Nunavik is a vast pristine territory of over 500,000 km2 located above the 55th parallel. Its name means “great land” in the Inuit language. The Torngat Mountains, home of Quebec’s highest peak, create a prime habitat for caribou as well as a great challenge for hikers and climbers. Nunavik is also a dream region for hunters and fishers in search of new experiences and a change of scenery, thanks to many outfitters on the land.

Northern colours: a fleeting sight to behold!

Photo credit: TQ - Hooké/Stuart Davis

From September onwards, Nunavik’s tundra and taiga landscapes take on a striking palette of colours ranging from bright red to blazing orange, on land and in the sky. It’s the perfect time to go hiking, watch amazing sunsets painted across the sky and pick colourful wild berries to the soothing murmur of rivers and the song of migratory birds. The northern lights also begin to illuminate the nights in shades of purple, blue and green, adding a touch of magic to this time of year. A trip to admire the fall colours of Nunavik is a unique precursor to reconnecting with nature and soaking up the beauty of this northern region.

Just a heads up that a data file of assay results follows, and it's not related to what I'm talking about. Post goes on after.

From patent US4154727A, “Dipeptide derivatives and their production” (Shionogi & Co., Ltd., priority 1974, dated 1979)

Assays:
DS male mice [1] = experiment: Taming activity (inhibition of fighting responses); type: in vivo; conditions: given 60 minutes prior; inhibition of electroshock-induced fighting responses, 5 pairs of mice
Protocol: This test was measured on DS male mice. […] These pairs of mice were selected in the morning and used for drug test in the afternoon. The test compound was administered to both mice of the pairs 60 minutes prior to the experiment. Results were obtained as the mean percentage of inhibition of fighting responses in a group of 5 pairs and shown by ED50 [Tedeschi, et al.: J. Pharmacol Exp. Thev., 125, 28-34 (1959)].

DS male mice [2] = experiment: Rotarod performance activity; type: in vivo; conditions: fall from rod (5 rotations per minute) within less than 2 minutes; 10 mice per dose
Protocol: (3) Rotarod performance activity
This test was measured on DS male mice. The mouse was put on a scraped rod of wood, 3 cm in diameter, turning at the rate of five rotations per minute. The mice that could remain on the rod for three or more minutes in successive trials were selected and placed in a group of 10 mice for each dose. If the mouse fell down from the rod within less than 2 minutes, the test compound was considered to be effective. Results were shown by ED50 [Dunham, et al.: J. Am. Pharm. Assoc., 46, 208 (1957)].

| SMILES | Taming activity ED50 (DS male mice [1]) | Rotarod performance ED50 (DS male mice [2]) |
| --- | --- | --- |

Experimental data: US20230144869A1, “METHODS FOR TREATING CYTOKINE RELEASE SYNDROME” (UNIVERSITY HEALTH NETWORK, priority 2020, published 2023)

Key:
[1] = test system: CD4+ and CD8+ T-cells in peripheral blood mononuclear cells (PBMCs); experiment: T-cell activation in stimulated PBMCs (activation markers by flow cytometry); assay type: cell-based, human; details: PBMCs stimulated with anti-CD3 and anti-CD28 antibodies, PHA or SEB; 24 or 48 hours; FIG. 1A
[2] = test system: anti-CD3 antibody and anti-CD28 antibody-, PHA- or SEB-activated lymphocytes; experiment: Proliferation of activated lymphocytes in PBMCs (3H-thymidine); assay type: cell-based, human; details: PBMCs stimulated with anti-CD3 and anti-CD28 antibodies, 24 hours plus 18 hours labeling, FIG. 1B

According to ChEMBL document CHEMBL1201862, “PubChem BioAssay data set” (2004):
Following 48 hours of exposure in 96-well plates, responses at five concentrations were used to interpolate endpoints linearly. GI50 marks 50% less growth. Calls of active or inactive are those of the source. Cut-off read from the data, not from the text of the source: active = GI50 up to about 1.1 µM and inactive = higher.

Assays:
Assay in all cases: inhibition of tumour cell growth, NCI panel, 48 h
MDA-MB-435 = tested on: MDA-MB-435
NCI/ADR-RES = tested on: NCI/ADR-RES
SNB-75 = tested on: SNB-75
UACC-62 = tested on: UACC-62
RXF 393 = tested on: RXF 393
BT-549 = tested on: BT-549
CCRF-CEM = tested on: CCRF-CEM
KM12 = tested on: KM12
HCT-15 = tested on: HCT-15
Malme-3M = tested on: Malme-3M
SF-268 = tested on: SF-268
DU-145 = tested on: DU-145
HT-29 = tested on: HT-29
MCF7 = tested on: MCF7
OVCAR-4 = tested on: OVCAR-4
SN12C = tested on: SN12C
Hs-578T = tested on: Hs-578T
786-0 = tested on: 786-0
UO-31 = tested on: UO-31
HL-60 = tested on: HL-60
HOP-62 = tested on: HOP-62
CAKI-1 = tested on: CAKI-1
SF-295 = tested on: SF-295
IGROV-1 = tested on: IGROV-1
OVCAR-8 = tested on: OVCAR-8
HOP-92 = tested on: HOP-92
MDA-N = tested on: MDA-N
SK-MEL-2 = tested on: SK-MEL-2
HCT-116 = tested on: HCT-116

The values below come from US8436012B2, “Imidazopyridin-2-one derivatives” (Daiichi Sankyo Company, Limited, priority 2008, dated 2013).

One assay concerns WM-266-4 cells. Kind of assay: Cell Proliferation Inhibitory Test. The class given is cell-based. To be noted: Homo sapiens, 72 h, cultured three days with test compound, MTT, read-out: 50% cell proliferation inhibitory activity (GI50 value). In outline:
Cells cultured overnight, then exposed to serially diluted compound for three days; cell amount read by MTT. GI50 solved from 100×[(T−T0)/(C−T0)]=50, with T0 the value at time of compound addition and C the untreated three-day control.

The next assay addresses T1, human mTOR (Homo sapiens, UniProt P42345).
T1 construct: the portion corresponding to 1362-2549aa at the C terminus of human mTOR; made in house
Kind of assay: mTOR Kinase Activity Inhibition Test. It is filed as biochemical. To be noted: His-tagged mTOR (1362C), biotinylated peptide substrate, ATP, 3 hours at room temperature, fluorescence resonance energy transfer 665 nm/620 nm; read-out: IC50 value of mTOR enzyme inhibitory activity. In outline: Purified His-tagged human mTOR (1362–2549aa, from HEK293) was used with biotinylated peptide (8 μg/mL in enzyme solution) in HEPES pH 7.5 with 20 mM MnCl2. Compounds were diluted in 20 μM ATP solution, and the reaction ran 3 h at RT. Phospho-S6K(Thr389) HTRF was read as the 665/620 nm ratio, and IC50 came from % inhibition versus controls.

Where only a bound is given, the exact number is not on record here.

Explore the magic of the North at Parc national des Pingualuit

Photo credit: TQ - Heiko Wittenborn

Located in the heart of the Ungava plateau, this park is an exceptional place to catch a view of the Northern Lights. Discover the spectacular 1.4-million-year-old meteoritic crater of Pingualuit with the purest clear blue water in the world. In the company of Inuit guides, explore the almost-lunar landscapes, between lake and rivers, canyons and valleys. Located two hours away by plane from Montreal, the park is open year-round for hiking, trekking, canoeing, kayaking and discovering Inuit culture. The vast expanses of the park lend themselves particularly well to the observation of nature and wildlife.

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Photo credit: TQ - Jean-François Hamelin